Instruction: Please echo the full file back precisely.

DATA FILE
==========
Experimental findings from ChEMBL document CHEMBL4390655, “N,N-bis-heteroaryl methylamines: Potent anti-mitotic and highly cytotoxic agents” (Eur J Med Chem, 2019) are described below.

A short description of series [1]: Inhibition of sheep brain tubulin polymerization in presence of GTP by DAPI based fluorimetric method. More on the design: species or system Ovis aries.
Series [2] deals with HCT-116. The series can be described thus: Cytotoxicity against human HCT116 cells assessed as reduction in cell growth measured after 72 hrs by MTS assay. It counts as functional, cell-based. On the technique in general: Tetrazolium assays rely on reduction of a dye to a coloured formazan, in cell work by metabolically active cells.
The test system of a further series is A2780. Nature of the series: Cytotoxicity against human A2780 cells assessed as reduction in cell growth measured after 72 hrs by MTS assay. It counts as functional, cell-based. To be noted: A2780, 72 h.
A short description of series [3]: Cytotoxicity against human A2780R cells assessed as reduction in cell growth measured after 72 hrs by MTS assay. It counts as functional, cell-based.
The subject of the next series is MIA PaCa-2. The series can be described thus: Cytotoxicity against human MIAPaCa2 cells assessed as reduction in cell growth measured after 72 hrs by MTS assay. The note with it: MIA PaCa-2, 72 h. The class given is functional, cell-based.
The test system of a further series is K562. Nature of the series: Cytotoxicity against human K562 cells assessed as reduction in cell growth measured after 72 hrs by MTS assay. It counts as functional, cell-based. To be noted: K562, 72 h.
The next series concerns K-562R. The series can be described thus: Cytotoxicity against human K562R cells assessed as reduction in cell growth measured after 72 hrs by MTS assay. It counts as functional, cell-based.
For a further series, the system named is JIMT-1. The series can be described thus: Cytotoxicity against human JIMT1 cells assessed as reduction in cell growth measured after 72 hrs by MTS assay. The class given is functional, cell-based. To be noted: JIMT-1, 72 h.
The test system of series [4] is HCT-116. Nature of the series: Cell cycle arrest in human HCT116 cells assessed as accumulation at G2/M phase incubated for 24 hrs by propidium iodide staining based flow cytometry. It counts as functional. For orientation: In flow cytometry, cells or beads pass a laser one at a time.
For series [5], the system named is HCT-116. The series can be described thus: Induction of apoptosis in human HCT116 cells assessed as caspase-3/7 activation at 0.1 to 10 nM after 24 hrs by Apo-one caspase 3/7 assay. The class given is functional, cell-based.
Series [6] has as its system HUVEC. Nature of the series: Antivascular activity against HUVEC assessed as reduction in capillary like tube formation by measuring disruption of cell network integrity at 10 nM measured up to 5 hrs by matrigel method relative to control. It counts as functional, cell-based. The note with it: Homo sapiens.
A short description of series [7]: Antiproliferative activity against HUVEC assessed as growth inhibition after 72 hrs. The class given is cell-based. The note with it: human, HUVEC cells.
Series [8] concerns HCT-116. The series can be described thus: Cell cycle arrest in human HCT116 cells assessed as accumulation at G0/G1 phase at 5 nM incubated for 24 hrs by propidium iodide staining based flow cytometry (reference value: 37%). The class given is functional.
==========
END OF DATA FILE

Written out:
Experimental findings from ChEMBL document CHEMBL4390655, “N,N-bis-heteroaryl methylamines: Potent anti-mitotic and highly cytotoxic agents” (Eur J Med Chem, 2019) are described below.

A short description of series [1]: Inhibition of sheep brain tubulin polymerization in presence of GTP by DAPI based fluorimetric method. More on the design: species or system Ovis aries.
Series [2] deals with HCT-116. The series can be described thus: Cytotoxicity against human HCT116 cells assessed as reduction in cell growth measured after 72 hrs by MTS assay. It counts as functional, cell-based. On the technique in general: Tetrazolium assays rely on reduction of a dye to a coloured formazan, in cell work by metabolically active cells.
The test system of a further series is A2780. Nature of the series: Cytotoxicity against human A2780 cells assessed as reduction in cell growth measured after 72 hrs by MTS assay. It counts as functional, cell-based. To be noted: A2780, 72 h.
A short description of series [3]: Cytotoxicity against human A2780R cells assessed as reduction in cell growth measured after 72 hrs by MTS assay. It counts as functional, cell-based.
The subject of the next series is MIA PaCa-2. The series can be described thus: Cytotoxicity against human MIAPaCa2 cells assessed as reduction in cell growth measured after 72 hrs by MTS assay. The note with it: MIA PaCa-2, 72 h. The class given is functional, cell-based.
The test system of a further series is K562. Nature of the series: Cytotoxicity against human K562 cells assessed as reduction in cell growth measured after 72 hrs by MTS assay. It counts as functional, cell-based. To be noted: K562, 72 h.
The next series concerns K-562R. The series can be described thus: Cytotoxicity against human K562R cells assessed as reduction in cell growth measured after 72 hrs by MTS assay. It counts as functional, cell-based.
For a further series, the system named is JIMT-1. The series can be described thus: Cytotoxicity against human JIMT1 cells assessed as reduction in cell growth measured after 72 hrs by MTS assay. The class given is functional, cell-based. To be noted: JIMT-1, 72 h.
The test system of series [4] is HCT-116. Nature of the series: Cell cycle arrest in human HCT116 cells assessed as accumulation at G2/M phase incubated for 24 hrs by propidium iodide staining based flow cytometry. It counts as functional. For orientation: In flow cytometry, cells or beads pass a laser one at a time.
For series [5], the system named is HCT-116. The series can be described thus: Induction of apoptosis in human HCT116 cells assessed as caspase-3/7 activation at 0.1 to 10 nM after 24 hrs by Apo-one caspase 3/7 assay. The class given is functional, cell-based.
Series [6] has as its system HUVEC. Nature of the series: Antivascular activity against HUVEC assessed as reduction in capillary like tube formation by measuring disruption of cell network integrity at 10 nM measured up to 5 hrs by matrigel method relative to control. It counts as functional, cell-based. The note with it: Homo sapiens.
A short description of series [7]: Antiproliferative activity against HUVEC assessed as growth inhibition after 72 hrs. The class given is cell-based. The note with it: human, HUVEC cells.
Series [8] concerns HCT-116. The series can be described thus: Cell cycle arrest in human HCT116 cells assessed as accumulation at G0/G1 phase at 5 nM incubated for 24 hrs by propidium iodide staining based flow cytometry (reference value: 37%). The class given is functional.